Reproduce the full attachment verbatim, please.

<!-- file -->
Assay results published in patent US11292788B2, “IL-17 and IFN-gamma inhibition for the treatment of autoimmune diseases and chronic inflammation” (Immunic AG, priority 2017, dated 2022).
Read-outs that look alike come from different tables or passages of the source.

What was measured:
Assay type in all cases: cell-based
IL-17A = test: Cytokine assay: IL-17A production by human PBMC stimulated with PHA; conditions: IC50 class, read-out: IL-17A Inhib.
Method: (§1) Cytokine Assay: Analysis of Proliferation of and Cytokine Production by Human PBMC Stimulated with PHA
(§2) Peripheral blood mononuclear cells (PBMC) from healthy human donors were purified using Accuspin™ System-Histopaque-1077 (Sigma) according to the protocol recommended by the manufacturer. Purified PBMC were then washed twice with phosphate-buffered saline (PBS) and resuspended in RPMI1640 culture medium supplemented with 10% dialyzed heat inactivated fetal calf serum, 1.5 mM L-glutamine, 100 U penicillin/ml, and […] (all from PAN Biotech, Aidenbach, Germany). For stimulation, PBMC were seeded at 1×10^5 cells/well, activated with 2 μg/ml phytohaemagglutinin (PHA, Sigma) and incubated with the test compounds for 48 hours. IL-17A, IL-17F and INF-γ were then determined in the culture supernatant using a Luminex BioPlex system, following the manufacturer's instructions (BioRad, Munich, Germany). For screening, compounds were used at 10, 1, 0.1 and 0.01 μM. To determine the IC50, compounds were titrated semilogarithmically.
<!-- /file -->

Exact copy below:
Assay results published in patent US11292788B2, “IL-17 and IFN-gamma inhibition for the treatment of autoimmune diseases and chronic inflammation” (Immunic AG, priority 2017, dated 2022).
Read-outs that look alike come from different tables or passages of the source.

What was measured:
Assay type in all cases: cell-based
IL-17A = test: Cytokine assay: IL-17A production by human PBMC stimulated with PHA; conditions: IC50 class, read-out: IL-17A Inhib.
Method: (§1) Cytokine Assay: Analysis of Proliferation of and Cytokine Production by Human PBMC Stimulated with PHA
(§2) Peripheral blood mononuclear cells (PBMC) from healthy human donors were purified using Accuspin™ System-Histopaque-1077 (Sigma) according to the protocol recommended by the manufacturer. Purified PBMC were then washed twice with phosphate-buffered saline (PBS) and resuspended in RPMI1640 culture medium supplemented with 10% dialyzed heat inactivated fetal calf serum, 1.5 mM L-glutamine, 100 U penicillin/ml, and […] (all from PAN Biotech, Aidenbach, Germany). For stimulation, PBMC were seeded at 1×10^5 cells/well, activated with 2 μg/ml phytohaemagglutinin (PHA, Sigma) and incubated with the test compounds for 48 hours. IL-17A, IL-17F and INF-γ were then determined in the culture supernatant using a Luminex BioPlex system, following the manufacturer's instructions (BioRad, Munich, Germany). For screening, compounds were used at 10, 1, 0.1 and 0.01 μM. To determine the IC50, compounds were titrated semilogarithmically.